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New FP7 IP Work-based Learning Project: Learning Layers
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27 September 2012
BRILLE’s Professor John Cook is part of a successful submission to the EC’s FP7 for an Integrating Project (IP) called Learning Layers. The project looks at how informal learning in the workplace can be supported by new technologies like mobile phone and tablet apps. Together with 20 partners from across Europe the project scales up support for informal workplace learning in regional clusters of small and medium sized enterprises. We will trial these innovations in two sectors that have been particularly hesitant to take up learning technologies: health care in the North East of England and building and construction in North Germany. The challenge is one of how to embed support and learning in meaningful working practices and to redesign work environments to support learning. For example, when a problem is encountered at work or when you are given a task to achieve, our system will scaffold you and your group as you ‘seek out a solution’ by putting you in contact with other people and relevant resources. One focus of the project is supporting workplace practices in SMEs that unlock peer production and hence scaffold learning in networks of SMEs. For example, we see learning materials being generated through the work process and then shared though networks of individuals and organisations as important. However, most importantly for BRILLE’s contribution will be the scaffolding of interactions with networks people. In the course of this project we hope to reshape both workplace design and designs for learning in networks.
- Top ranked on 14.5 out of 15
- Scaling up Lifelong Learning using TEL (Technology Enhanced Learning) in large clusters of Small to Medium Enterprises in the Health Professions and building industry
- John Cook leads workpackage ‘Networked Scaffolding – Interacting with People’
- £0.5 million for BRILLE/UWE
"Learning Layers develops a set of modular and flexible technological layers for supporting workplace practices in SMEs that unlock peer production and scaffold learning in networks of SMEs, thereby bridging the gap between scaling and adaptation to personal needs. By building on recent advances in contextualised learning, these layers provide a meaningful learning context when people interact with people, digital and physical artefacts for their informal learning, thus making learning faster and more effective. Building on mobile learning research, we situate learning into physical work places and practices to support situated, faster and more meaningful learning. Learning Layers provide a shared conceptual foundation independent of the tools people use and the context they are in. Learning Layers are based on a common light-weight, distributed infrastructure that allows for fast and flexible deployment in highly distributed and dynamic settings. We apply these technologies in two sectors that have been particularly hesitant to take up learning technologies, i.e. health care and building and construction. Involving two representative and large-scale regional SME clusters allows us to involve end-users in co-design of the system and later scale up the approach to more than 1,000 learners within 4 years. By inviting a larger set of stakeholders to adapt and build on our solutions and through research in sustainable business training models, the project will generate significant impact by boosting the ability of regional innovation systems to adapt to change and thereby remain competitive, on the individual, organisational and regional level. We demonstrate the impact in the two chosen sectors, but widen the scope to other sectors and regions towards the end of the project."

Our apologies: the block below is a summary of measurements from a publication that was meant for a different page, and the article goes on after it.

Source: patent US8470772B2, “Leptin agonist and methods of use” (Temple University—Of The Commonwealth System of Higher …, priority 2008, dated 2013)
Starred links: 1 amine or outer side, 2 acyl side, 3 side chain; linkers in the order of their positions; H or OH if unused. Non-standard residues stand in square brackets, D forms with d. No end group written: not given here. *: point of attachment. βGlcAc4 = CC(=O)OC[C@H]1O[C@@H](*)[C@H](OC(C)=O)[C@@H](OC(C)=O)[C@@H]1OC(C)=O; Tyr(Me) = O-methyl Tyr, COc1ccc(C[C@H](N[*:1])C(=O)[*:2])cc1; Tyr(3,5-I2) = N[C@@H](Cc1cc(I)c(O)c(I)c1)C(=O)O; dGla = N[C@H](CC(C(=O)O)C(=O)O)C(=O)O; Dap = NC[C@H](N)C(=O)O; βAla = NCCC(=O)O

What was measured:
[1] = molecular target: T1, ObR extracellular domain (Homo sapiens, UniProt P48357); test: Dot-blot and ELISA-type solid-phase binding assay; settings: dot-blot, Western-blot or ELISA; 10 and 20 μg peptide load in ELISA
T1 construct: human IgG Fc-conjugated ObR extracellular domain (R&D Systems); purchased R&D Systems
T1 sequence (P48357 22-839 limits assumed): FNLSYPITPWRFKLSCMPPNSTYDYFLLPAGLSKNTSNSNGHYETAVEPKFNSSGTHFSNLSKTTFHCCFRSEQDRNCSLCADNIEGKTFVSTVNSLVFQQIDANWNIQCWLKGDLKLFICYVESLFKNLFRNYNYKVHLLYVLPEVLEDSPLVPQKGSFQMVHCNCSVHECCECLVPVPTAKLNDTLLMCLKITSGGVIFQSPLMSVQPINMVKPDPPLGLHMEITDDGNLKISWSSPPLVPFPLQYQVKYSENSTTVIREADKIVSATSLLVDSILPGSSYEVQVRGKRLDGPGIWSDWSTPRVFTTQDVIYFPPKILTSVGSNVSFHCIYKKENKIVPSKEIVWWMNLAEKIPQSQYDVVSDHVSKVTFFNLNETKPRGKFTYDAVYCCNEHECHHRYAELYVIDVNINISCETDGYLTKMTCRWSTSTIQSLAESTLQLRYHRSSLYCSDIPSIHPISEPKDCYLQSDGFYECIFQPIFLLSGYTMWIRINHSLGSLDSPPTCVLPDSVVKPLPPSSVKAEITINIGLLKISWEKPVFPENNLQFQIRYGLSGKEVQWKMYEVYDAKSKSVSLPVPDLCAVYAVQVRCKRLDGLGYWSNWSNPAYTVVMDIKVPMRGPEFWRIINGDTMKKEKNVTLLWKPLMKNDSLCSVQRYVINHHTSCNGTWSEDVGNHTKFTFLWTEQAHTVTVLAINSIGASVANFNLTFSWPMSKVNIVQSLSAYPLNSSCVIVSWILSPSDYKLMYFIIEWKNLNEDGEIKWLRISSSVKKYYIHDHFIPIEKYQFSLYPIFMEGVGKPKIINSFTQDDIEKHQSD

UWE/BRILLE's John Cook leads a workpackage called Network scaffolding - Interacting with People'. How will Layers advance the current state of the art?
- Our concept of networked scaffolding is based on a low-barrier approach that collects questions typically asked in practice
– Community Scaffolds: effective answers emerge from peers and experts
– System Scaffolds: contextualized recommendations from emergent semantic layer and user model
- We advance the state of the art in looking at meaningful domain scaffolds from networks of people, on a regional scale and focusing on practice rather than curricula
– Educational scaffolding primarily supports self-regulation with procedural scaffolds, e.g. adaptive scaffolding (Metatutor, Azevedo 2010; AtGentive, Molenaar 2011)
– Scaffolding using contextualized recommendation in the workplace (Ley at al. 2010; Siadaty et al. 2010) focuses on domain scaffolds, but assumes models are given and don’t emerge from meaningful practice (APOSDLE, Intelleo)
– Work-based scaffolding research has produced evidence on face-to-face settings on an individual novice expert exchanges but has not scaled to networks of people
– Collaborative Scaffolding (involving peers, Goos et al. 2002; and collaborative networks , Pata, 2006) has not looked at regional, cross-organizational networks
– Basis for scaffolds are not curricula or scripts (e.g. Daradoumis, 2011), but competence in practice (e.g. see Cook and Pachler, 2012)
09:39 on 27 September 2012 (Edited 09:42 on 27 September 2012)